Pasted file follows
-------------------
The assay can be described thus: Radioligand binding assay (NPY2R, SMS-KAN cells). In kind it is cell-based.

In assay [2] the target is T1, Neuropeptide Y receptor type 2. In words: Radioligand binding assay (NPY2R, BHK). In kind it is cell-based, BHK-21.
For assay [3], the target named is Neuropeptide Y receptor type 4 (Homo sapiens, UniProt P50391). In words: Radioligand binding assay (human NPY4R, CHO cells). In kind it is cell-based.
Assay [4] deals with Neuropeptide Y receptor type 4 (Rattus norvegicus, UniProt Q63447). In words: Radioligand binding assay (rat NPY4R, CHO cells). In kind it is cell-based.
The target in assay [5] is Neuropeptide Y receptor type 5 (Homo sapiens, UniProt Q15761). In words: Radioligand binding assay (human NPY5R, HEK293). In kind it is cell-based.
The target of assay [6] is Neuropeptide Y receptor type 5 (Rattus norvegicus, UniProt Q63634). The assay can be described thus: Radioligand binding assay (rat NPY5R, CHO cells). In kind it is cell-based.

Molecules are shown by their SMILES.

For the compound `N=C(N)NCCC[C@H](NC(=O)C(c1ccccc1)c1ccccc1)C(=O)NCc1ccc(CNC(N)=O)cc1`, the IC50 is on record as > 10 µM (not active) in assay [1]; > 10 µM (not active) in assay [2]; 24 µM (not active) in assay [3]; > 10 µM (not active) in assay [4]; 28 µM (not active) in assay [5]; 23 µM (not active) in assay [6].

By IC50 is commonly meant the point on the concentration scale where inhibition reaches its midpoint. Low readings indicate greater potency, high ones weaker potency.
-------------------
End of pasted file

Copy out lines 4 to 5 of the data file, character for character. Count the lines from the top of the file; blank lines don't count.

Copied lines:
Assay [4] deals with Neuropeptide Y receptor type 4 (Rattus norvegicus, UniProt Q63447). In words: Radioligand binding assay (rat NPY4R, CHO cells). In kind it is cell-based.
The target in assay [5] is Neuropeptide Y receptor type 5 (Homo sapiens, UniProt Q15761). In words: Radioligand binding assay (human NPY5R, HEK293). In kind it is cell-based.